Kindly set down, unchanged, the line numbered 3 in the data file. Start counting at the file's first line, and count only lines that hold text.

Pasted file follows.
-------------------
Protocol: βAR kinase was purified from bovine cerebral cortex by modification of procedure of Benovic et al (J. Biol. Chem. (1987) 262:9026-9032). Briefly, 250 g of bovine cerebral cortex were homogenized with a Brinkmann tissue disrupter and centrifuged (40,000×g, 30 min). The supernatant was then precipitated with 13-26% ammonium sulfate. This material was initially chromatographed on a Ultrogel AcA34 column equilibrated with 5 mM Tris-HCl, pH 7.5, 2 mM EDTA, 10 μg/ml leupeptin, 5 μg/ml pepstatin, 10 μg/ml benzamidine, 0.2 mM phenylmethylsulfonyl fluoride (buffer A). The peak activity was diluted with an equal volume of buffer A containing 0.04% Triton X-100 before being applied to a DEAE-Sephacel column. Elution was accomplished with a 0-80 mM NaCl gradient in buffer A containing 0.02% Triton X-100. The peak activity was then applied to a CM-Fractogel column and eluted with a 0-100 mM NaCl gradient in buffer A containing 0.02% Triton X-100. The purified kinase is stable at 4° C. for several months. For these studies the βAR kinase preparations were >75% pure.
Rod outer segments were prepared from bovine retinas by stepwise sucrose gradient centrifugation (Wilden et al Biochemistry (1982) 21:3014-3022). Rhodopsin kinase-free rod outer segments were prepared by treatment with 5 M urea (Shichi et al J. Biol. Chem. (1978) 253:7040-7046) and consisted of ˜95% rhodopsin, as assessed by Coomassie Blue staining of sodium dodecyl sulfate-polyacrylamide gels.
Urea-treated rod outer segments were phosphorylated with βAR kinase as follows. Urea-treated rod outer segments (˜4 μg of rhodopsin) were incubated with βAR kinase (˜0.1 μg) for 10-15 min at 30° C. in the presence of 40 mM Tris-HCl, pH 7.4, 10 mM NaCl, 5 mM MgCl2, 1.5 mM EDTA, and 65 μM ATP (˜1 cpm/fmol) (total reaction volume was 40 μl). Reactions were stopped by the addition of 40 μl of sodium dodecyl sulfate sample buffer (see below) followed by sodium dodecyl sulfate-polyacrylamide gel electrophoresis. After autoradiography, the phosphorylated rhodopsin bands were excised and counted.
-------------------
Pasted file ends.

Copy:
Urea-treated rod outer segments were phosphorylated with βAR kinase as follows. Urea-treated rod outer segments (˜4 μg of rhodopsin) were incubated with βAR kinase (˜0.1 μg) for 10-15 min at 30° C. in the presence of 40 mM Tris-HCl, pH 7.4, 10 mM NaCl, 5 mM MgCl2, 1.5 mM EDTA, and 65 μM ATP (˜1 cpm/fmol) (total reaction volume was 40 μl). Reactions were stopped by the addition of 40 μl of sodium dodecyl sulfate sample buffer (see below) followed by sodium dodecyl sulfate-polyacrylamide gel electrophoresis. After autoradiography, the phosphorylated rhodopsin bands were excised and counted.